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I use IntelliJ IDEA and was thinking about how nice it would be to be able to pop up a context where I could write, compile and run some simple core java code and then automatically dispose of the whole thing when I close the context.

Sometimes you just want to try simple something out, like a regular expression (I'm aware there's a regex tester plugin) or some series of bit-wise operations; for whatever reason its not always feasible to test directly within the project code and creating a whole new project is disruptive to the work flow.

So my question is this: what do other people use to try out their snippets of code?

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up vote 4 down vote accepted

Take into account IntelliJ Idea's (from version 14) Scratches:

  • Press Ctrl+Shift+Alt+Insert and select type

enter image description here

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i take back what i said earlier lol. i thought this was a useless feature but rather than that, it was just realy hrad for me to find out how to "RUN the scratch." you can't do it by right-clicking the file at the moment – dtc Apr 28 at 20:14

I have a "CodePlay" project that exists completely locally (i.e. the sources are local and not in the SCM sandbox) and just add standalone classes to it when I need to play around with some simple code.

I understand this isn't exactly what you wanted ("dispose of the whole thing when I close the context") but since IntelliJ will let you open a project in a new window I don't find it to be disruptive of my main work since the "CodePlay" project window can be minimized or closed without affecting the "real" project window.

Yes, there's the overhead of setting it up once, but once the project is set up it loads pretty quickly because there's not much in it and what is in it is pretty short.

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Once again the obvious answer seems to be the best one...or at least the safest. – Nick Apr 17 '11 at 18:04
This was definitely the best answer in 2011 but as Felix points out, IDEA 14 and later have the new "Scratches" feature which provide the desired behavior right out of the box. – Nick Nov 24 '15 at 14:12

My method to test code is using JUnit and a temporary class. In the class I will create a single zero arg method with a JUnit @Test annotation. The code I am playing with will be inside the method, and then a simple key stroke will run that code.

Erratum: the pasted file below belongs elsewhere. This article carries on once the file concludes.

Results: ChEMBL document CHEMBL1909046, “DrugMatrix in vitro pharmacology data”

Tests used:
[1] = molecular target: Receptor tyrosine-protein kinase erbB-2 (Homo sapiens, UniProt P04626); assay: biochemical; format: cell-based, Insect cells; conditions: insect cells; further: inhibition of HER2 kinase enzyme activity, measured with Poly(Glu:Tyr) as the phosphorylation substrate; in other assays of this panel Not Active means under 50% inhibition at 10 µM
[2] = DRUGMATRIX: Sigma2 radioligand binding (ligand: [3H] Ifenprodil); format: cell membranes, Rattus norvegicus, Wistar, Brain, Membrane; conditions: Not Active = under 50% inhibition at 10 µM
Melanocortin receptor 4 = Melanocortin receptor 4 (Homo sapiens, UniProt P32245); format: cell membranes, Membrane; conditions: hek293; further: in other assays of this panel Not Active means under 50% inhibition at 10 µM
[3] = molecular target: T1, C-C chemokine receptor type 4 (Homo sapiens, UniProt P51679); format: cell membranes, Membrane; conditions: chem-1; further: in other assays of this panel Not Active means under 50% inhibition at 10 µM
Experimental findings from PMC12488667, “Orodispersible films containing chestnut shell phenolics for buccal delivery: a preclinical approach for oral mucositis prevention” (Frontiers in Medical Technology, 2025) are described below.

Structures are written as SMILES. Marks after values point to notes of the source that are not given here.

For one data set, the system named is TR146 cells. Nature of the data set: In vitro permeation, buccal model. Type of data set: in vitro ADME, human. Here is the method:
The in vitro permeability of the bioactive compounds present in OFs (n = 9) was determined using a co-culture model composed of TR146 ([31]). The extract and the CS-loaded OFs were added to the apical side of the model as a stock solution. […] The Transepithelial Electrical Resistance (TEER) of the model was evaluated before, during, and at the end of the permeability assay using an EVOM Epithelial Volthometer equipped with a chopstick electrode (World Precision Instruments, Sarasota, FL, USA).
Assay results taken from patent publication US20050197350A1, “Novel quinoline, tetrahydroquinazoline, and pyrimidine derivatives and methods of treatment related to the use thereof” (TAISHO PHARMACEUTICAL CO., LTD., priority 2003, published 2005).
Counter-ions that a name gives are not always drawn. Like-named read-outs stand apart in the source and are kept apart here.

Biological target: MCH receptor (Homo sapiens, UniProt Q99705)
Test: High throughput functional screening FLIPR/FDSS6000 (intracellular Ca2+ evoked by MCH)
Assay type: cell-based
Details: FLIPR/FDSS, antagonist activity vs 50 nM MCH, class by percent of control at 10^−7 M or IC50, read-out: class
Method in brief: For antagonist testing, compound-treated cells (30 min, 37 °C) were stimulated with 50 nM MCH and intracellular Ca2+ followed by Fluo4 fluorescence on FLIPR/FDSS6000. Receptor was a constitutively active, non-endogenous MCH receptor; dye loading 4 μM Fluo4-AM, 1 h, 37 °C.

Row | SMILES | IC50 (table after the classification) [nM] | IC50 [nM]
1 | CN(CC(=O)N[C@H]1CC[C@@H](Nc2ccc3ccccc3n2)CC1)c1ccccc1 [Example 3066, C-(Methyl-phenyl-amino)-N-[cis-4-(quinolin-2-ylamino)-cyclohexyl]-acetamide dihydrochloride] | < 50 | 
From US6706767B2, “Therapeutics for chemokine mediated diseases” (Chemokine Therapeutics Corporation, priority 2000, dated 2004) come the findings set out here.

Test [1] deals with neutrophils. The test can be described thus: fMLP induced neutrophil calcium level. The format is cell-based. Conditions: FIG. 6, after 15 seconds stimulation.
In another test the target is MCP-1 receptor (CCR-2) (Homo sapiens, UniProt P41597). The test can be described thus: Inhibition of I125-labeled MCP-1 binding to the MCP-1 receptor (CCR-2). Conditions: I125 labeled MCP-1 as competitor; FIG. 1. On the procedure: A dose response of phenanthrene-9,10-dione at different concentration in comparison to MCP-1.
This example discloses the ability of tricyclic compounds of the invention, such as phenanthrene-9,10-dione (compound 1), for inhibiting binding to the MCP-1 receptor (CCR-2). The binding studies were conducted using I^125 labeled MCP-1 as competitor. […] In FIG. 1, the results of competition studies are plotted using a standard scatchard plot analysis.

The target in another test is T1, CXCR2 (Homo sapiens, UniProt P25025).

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Thats what I've been doing for the most part too...every now and then I forget to exclude the test classes from vcs tho and end up having to deal with that. So much for a perfect solution :p – Nick Apr 17 '11 at 18:03
I tend to put all off mine in a "" class and add that same class to my .gitignore file. Never gets added that way :) – Dan Midwood Apr 17 '11 at 20:49

I would also recommend which can be great for testing small snippets

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Super-like this option. – Vijay Apr 30 '14 at 22:15

The answer can be found here. Groovy shell (in IDEA) is a command-line application that lets you evaluate Groovy expressions, functions, define classes and run Groovy commands. The Groovy shell can be launched in Groovy projects and in Grails applications.

Stop Ctrl+F2 Click this button to stop the current process.

Close Ctrl+Shift+F4 Click this button to close the selected tab of the Run tool window and terminate the current process.

Execute Groovy Code (Ctrl+Enter) Run code, entered in the console.

Help F1 Use this icon or shortcut to open the corresponding help page.

and I'll be trying this myself

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+1 Since I can use classes inside my project in the snippets of code. That was exactly what I was looking for. – Cyberdelphos Jul 13 '15 at 21:58

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